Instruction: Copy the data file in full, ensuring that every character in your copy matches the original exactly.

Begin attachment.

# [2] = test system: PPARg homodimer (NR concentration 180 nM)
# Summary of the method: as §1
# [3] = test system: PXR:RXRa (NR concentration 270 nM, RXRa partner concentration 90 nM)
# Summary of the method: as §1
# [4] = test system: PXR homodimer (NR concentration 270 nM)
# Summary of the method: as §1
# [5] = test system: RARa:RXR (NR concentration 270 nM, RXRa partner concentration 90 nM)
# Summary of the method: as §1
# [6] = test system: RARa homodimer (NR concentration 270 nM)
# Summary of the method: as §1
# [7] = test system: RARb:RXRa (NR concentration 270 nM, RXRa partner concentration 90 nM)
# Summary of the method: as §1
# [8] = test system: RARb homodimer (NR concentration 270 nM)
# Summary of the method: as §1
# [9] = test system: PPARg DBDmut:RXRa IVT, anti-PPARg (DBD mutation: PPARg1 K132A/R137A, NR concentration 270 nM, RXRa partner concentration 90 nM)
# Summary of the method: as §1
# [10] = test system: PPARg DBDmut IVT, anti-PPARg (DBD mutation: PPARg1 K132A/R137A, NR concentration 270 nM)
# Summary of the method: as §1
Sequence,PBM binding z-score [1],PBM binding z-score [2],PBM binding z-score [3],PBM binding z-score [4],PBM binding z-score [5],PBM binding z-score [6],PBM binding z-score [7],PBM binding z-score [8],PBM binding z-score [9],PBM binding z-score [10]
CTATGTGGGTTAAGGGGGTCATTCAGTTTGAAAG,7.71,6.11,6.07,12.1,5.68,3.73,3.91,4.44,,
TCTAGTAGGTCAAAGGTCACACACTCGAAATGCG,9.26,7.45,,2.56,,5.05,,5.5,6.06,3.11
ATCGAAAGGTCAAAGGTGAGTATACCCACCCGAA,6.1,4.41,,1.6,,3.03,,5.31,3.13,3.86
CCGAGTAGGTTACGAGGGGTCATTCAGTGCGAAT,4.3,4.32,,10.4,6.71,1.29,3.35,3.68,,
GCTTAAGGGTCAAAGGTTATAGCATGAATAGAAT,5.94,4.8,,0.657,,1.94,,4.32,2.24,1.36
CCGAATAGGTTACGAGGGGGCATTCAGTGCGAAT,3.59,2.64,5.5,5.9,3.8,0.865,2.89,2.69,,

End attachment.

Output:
# [2] = test system: PPARg homodimer (NR concentration 180 nM)
# Summary of the method: as §1
# [3] = test system: PXR:RXRa (NR concentration 270 nM, RXRa partner concentration 90 nM)
# Summary of the method: as §1
# [4] = test system: PXR homodimer (NR concentration 270 nM)
# Summary of the method: as §1
# [5] = test system: RARa:RXR (NR concentration 270 nM, RXRa partner concentration 90 nM)
# Summary of the method: as §1
# [6] = test system: RARa homodimer (NR concentration 270 nM)
# Summary of the method: as §1
# [7] = test system: RARb:RXRa (NR concentration 270 nM, RXRa partner concentration 90 nM)
# Summary of the method: as §1
# [8] = test system: RARb homodimer (NR concentration 270 nM)
# Summary of the method: as §1
# [9] = test system: PPARg DBDmut:RXRa IVT, anti-PPARg (DBD mutation: PPARg1 K132A/R137A, NR concentration 270 nM, RXRa partner concentration 90 nM)
# Summary of the method: as §1
# [10] = test system: PPARg DBDmut IVT, anti-PPARg (DBD mutation: PPARg1 K132A/R137A, NR concentration 270 nM)
# Summary of the method: as §1
Sequence,PBM binding z-score [1],PBM binding z-score [2],PBM binding z-score [3],PBM binding z-score [4],PBM binding z-score [5],PBM binding z-score [6],PBM binding z-score [7],PBM binding z-score [8],PBM binding z-score [9],PBM binding z-score [10]
CTATGTGGGTTAAGGGGGTCATTCAGTTTGAAAG,7.71,6.11,6.07,12.1,5.68,3.73,3.91,4.44,,
TCTAGTAGGTCAAAGGTCACACACTCGAAATGCG,9.26,7.45,,2.56,,5.05,,5.5,6.06,3.11
ATCGAAAGGTCAAAGGTGAGTATACCCACCCGAA,6.1,4.41,,1.6,,3.03,,5.31,3.13,3.86
CCGAGTAGGTTACGAGGGGTCATTCAGTGCGAAT,4.3,4.32,,10.4,6.71,1.29,3.35,3.68,,
GCTTAAGGGTCAAAGGTTATAGCATGAATAGAAT,5.94,4.8,,0.657,,1.94,,4.32,2.24,1.36
CCGAATAGGTTACGAGGGGGCATTCAGTGCGAAT,3.59,2.64,5.5,5.9,3.8,0.865,2.89,2.69,,